April 23, 2019
Easter Sunday turned out to be a tragic one in Colombo, Sri Lanka after the deadly violence that occurred, killing over 200 people. A 40-year-old Denver man has now been confirmed as the first American to die in the incident after earlier reports said he was missing.
Sri Lanka, on Easter Sunday, recorded the worst violence it had witnessed since the advent of its civil war a decade ago. The scale of violence seen in Colombo, the country's capital is of huge proportions after massive explosions targeted hotels and religious institutes. Over 200 people of different nationalities have been killed in the deadly attacks.
Dieter Kowalski is the first confirmed American death from the explosion. He was 40-years-old and originated from the city of Denver.
Dieter had earlier landed in Colombo for work on Sunday but was confirmed to be among those killed at the Cinnamon Grand Hotel in Colombo where he checked in after his arrival. Dieter was a staff of Pearson, working as a Senior Technical Operations Lead.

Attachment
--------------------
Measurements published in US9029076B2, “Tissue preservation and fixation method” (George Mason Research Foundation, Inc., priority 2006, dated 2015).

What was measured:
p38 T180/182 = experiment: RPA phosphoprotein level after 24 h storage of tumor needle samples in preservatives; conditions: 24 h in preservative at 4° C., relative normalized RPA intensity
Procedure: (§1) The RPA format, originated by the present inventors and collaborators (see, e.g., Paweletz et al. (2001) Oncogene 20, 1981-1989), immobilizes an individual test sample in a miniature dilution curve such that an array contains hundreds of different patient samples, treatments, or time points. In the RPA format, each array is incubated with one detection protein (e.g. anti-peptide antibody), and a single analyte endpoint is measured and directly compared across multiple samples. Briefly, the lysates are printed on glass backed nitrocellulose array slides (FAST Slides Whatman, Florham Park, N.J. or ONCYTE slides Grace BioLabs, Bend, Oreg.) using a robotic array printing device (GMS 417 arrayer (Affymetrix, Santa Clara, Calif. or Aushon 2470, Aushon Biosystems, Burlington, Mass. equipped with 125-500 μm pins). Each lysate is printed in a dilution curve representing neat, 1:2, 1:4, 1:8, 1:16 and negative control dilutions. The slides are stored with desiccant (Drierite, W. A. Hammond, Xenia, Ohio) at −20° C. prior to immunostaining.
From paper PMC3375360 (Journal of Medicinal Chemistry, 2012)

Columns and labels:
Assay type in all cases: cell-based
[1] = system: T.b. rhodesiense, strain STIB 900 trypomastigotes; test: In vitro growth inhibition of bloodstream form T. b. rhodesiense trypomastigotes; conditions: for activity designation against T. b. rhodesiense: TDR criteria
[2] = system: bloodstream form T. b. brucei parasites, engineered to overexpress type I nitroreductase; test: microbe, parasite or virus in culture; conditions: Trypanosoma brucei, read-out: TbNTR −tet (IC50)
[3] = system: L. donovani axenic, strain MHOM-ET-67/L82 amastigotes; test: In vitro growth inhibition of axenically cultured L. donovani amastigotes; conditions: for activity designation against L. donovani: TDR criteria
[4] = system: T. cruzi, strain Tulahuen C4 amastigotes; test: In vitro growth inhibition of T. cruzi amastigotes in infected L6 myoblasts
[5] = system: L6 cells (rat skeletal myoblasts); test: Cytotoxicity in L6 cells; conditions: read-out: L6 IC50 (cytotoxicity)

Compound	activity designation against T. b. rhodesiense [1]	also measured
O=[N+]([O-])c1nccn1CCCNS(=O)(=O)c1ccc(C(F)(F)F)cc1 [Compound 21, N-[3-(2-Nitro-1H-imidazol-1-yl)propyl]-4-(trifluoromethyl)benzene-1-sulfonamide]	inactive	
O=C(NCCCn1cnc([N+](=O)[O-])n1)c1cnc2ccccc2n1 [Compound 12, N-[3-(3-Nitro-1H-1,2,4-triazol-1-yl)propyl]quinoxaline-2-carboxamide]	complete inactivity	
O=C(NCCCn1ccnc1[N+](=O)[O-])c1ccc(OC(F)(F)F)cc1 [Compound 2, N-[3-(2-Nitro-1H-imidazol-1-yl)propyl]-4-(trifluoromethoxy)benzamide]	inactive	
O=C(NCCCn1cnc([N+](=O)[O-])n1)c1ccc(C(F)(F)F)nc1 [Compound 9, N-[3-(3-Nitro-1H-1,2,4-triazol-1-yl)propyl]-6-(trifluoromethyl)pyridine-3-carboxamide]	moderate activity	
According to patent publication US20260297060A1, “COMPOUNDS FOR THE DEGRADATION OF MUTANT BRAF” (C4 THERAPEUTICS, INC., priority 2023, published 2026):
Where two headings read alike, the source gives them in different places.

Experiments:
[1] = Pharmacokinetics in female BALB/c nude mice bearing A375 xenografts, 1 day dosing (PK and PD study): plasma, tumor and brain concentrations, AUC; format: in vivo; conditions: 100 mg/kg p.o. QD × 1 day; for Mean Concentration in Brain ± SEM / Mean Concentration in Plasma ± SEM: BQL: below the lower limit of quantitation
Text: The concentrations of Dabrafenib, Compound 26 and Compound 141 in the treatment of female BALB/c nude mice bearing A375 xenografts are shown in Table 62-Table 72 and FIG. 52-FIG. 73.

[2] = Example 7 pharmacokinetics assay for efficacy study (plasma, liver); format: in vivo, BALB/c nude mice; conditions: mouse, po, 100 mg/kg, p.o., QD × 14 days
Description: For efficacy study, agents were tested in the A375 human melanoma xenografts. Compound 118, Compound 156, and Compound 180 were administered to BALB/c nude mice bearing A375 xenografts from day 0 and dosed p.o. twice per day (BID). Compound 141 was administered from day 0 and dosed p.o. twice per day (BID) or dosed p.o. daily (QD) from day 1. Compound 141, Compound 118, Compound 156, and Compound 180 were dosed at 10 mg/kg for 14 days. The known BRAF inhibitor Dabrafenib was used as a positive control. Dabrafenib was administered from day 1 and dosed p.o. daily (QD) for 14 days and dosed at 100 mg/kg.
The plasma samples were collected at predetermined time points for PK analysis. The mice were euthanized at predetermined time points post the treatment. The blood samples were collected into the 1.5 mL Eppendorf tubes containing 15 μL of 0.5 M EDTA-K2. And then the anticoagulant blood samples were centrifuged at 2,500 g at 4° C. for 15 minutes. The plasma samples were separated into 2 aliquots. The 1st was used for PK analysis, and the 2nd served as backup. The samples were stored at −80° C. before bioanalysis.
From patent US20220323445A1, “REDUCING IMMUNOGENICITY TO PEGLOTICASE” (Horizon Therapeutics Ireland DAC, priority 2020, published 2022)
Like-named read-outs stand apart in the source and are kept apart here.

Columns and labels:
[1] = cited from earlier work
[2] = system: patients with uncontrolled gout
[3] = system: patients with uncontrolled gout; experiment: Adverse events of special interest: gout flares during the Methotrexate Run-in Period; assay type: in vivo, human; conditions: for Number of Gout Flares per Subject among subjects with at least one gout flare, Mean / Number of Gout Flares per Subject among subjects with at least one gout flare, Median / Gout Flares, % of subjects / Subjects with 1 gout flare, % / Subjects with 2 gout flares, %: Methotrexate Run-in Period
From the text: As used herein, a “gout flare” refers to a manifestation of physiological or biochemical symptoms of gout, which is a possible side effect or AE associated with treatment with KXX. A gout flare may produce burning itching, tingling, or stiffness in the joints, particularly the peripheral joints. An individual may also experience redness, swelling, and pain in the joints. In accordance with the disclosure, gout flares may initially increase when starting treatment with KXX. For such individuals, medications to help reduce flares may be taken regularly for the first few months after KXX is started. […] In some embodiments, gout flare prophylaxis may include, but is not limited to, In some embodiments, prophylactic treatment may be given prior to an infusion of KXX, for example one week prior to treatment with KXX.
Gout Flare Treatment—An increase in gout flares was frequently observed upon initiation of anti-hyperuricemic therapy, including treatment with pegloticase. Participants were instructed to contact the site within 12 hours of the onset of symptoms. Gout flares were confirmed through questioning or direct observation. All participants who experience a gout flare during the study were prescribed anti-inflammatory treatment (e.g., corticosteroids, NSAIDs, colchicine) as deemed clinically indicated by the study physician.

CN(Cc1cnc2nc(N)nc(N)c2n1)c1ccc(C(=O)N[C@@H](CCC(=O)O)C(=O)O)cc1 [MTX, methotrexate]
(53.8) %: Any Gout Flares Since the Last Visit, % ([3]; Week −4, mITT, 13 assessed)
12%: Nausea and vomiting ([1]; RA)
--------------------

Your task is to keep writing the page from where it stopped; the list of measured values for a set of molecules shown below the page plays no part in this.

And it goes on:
His company confirmed his death to FOX31 and CHANNEL 2. The company CEO, John Fallon shared an email with FOX31 mourning the loss of Dieter and commiserating with members of his family.
The company also prayed for other staff, while lashing out at the perpetrators of the evil act; they also pledged to support Dieter’s family in any way they could during these trying time.
The U.S Secretary of State, Mike Pompeo said on Sunday that several American citizens were victims of the attacks, though no further detail was given.
Britain and other countries have also confirmed that their citizens were affected. At least 35 foreign nationals have so far been confirmed killed in the attacks.
The hotel manager at the hotel where Dieter lodged narrated how the suicide bomber carried out the dastardly act.
He confirmed that the bomber lodged in at the hotel the night before carrying out the attack. On a fateful day, he set off the explosives, which were strapped on his back, killing himself and many more.
Forensic investigators say that seven suicide bombers carried out the carefully planned attacks on the churches and hotels. Twenty-four arrests have so far been made by the Police, though no group has come forward with claims of being responsible for the attacks.